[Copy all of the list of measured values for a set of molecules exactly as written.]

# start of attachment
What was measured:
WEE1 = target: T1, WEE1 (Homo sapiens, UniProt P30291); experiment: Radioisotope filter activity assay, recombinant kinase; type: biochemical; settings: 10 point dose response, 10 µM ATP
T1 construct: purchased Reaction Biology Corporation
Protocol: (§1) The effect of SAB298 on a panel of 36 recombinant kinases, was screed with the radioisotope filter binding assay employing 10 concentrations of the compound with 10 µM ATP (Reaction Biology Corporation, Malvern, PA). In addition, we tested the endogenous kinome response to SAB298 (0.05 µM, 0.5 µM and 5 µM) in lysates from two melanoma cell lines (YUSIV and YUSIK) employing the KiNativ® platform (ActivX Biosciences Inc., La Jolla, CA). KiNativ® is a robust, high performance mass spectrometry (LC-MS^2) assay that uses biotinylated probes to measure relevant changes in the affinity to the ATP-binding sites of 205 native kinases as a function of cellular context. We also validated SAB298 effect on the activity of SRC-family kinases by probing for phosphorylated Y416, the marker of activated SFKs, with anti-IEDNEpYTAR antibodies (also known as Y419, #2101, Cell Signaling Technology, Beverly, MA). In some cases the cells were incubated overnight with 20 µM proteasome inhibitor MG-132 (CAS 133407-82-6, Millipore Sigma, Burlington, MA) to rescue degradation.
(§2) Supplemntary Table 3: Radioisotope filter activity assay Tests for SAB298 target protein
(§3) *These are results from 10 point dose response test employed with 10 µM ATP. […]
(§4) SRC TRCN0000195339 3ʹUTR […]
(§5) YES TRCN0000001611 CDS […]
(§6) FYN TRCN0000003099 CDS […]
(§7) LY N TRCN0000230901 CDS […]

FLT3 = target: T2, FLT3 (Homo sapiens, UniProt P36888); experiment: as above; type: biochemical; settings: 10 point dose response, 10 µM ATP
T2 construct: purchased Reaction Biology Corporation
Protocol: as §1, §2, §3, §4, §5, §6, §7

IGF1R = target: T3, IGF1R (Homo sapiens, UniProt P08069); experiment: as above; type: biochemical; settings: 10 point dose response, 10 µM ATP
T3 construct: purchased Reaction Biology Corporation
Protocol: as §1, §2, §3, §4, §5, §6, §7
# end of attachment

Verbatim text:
What was measured:
WEE1 = target: T1, WEE1 (Homo sapiens, UniProt P30291); experiment: Radioisotope filter activity assay, recombinant kinase; type: biochemical; settings: 10 point dose response, 10 µM ATP
T1 construct: purchased Reaction Biology Corporation
Protocol: (§1) The effect of SAB298 on a panel of 36 recombinant kinases, was screed with the radioisotope filter binding assay employing 10 concentrations of the compound with 10 µM ATP (Reaction Biology Corporation, Malvern, PA). In addition, we tested the endogenous kinome response to SAB298 (0.05 µM, 0.5 µM and 5 µM) in lysates from two melanoma cell lines (YUSIV and YUSIK) employing the KiNativ® platform (ActivX Biosciences Inc., La Jolla, CA). KiNativ® is a robust, high performance mass spectrometry (LC-MS^2) assay that uses biotinylated probes to measure relevant changes in the affinity to the ATP-binding sites of 205 native kinases as a function of cellular context. We also validated SAB298 effect on the activity of SRC-family kinases by probing for phosphorylated Y416, the marker of activated SFKs, with anti-IEDNEpYTAR antibodies (also known as Y419, #2101, Cell Signaling Technology, Beverly, MA). In some cases the cells were incubated overnight with 20 µM proteasome inhibitor MG-132 (CAS 133407-82-6, Millipore Sigma, Burlington, MA) to rescue degradation.
(§2) Supplemntary Table 3: Radioisotope filter activity assay Tests for SAB298 target protein
(§3) *These are results from 10 point dose response test employed with 10 µM ATP. […]
(§4) SRC TRCN0000195339 3ʹUTR […]
(§5) YES TRCN0000001611 CDS […]
(§6) FYN TRCN0000003099 CDS […]
(§7) LY N TRCN0000230901 CDS […]

FLT3 = target: T2, FLT3 (Homo sapiens, UniProt P36888); experiment: as above; type: biochemical; settings: 10 point dose response, 10 µM ATP
T2 construct: purchased Reaction Biology Corporation
Protocol: as §1, §2, §3, §4, §5, §6, §7

IGF1R = target: T3, IGF1R (Homo sapiens, UniProt P08069); experiment: as above; type: biochemical; settings: 10 point dose response, 10 µM ATP
T3 construct: purchased Reaction Biology Corporation
Protocol: as §1, §2, §3, §4, §5, §6, §7